And yet–it’s a beautiful world, and there are many good things in it–worth desiring. “Keep yourself to yourself”–that’s what Hazel’s mother recommended–and it sounds like good advice, but it’s not a sound philosophy. Powell and Pressburger are NOT ascetics. They treated that life option with a great deal of dignity in Black Narcissus (in the figure of the holy man–who successfully ignores the landscape–but at what cost?), but in Gone to Earth the closest analogue is Reddin’s evil-minded servant (a cousin of Wuthering Heights‘ Joseph):

fucker

Renunciation is explicitly renounced by the narrative–and I think Edward (Cyril Cusack), is absolutely correct when he takes the blame for setting the narrative’s tragic chain of events into motion by offering Hazel a marriage without sex. Yes, she calls him “her soul”–and what she really means is that she trusts him to take care of her real soul–Foxy… but, again, at what cost? Foxy’s cute little fox house (like the minister’s own cottage–complete with colonized mother), is clearly a prison of sorts. And it’s to Edward’s credit that he comes to understand his role as jailer–after a violent fit causes this knowledge to bubble up into his conscious mind…

But how about David Farrar’s stock “evil squire” Reddin?

squire-root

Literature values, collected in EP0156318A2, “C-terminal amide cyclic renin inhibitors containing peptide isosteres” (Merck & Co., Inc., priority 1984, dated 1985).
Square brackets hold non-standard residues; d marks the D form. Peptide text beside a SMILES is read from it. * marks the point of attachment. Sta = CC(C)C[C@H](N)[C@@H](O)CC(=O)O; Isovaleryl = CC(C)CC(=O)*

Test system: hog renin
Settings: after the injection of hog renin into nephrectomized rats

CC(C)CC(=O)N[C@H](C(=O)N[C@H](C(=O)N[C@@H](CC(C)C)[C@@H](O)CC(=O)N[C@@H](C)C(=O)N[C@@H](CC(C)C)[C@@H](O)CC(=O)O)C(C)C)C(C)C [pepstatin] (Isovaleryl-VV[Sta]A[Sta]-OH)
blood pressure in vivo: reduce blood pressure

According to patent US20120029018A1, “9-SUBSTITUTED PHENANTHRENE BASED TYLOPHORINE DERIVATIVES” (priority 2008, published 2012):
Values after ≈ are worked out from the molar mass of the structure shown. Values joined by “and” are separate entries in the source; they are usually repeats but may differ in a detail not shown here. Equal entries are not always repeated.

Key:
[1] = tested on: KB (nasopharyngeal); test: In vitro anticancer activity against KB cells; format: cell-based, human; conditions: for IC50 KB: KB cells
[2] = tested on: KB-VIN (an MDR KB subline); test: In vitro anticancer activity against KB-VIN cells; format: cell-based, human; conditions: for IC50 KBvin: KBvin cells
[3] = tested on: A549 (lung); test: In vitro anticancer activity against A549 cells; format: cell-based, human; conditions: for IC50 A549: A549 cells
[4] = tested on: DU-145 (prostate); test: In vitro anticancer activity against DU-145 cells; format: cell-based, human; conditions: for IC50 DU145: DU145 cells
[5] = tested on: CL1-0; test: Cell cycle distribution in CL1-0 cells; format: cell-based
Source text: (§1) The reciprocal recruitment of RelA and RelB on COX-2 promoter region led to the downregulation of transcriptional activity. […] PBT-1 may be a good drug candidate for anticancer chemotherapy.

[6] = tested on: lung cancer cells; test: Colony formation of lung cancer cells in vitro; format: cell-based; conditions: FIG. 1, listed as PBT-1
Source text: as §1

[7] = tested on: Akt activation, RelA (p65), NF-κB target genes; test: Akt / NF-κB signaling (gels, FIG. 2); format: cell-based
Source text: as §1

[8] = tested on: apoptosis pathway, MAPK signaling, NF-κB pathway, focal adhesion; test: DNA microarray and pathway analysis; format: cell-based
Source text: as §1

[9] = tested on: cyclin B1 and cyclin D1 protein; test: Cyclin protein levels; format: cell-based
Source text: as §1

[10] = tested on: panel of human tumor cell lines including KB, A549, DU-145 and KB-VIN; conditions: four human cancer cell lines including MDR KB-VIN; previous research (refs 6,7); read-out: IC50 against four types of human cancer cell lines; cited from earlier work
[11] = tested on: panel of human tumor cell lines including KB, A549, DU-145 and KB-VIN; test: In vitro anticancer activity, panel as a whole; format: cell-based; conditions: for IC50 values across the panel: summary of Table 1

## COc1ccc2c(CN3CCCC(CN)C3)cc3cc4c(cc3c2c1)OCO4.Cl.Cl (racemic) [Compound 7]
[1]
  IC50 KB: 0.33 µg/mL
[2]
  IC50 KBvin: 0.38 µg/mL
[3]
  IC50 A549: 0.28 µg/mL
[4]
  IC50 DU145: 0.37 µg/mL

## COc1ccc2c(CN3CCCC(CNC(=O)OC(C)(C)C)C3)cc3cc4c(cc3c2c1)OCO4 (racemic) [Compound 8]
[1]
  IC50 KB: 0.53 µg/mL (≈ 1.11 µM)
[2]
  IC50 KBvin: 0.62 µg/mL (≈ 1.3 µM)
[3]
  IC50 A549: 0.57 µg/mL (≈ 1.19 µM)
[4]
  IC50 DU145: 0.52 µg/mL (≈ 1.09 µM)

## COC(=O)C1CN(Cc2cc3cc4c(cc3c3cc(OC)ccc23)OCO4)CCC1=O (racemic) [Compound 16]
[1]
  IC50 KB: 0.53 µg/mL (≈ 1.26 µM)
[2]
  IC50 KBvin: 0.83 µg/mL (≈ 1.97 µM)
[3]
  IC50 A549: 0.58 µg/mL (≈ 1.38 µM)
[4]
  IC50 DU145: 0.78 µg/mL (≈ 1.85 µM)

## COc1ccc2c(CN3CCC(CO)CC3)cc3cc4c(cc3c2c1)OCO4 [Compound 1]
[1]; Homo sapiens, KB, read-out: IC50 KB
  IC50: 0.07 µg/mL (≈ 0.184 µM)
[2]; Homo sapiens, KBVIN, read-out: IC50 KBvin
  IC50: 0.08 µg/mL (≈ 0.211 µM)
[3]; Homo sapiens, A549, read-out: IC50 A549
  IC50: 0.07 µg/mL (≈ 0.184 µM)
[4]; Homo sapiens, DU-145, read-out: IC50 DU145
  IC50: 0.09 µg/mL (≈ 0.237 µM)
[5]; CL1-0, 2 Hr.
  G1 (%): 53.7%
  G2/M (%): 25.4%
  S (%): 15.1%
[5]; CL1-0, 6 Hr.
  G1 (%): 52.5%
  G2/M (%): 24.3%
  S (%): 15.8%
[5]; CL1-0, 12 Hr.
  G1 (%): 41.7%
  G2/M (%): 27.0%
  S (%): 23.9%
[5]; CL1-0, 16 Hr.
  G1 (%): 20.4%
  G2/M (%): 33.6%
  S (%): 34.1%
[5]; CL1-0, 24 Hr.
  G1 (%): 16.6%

Well you know, I’d say if you had invested in that stock, you’d have lost all of your money by the end of the film. Reddin is, in fact, the site of the film’s most ingenious (and even subtly hopeful) subterfuge. The character’s inconsistent behaviour reminds us that patriarchy imposes roles upon MEN too. He’s a violent sleezeball, there’s no question about that–but once he and Hazel consummate their strange passion (and here I want to disagree–despite the undeniable surface similarities, introduced in order to pull us into the skewed gender paradigm of Harlequin style romance–with critics who claim that this relationship depends upon Gone With the Wind-style “women want to be raped” foundations… Jennifer Jones is not Vivian Leigh–and she is NEVER cowed/overpowered by Farrar in this film… she does respond to his clearly focused desire–I fervently believe that every human being wants to be desired–but when she finally embraces him, it’s on her own terms), he exhibits none of the qualities of his melodramatic genus–when the pair are alone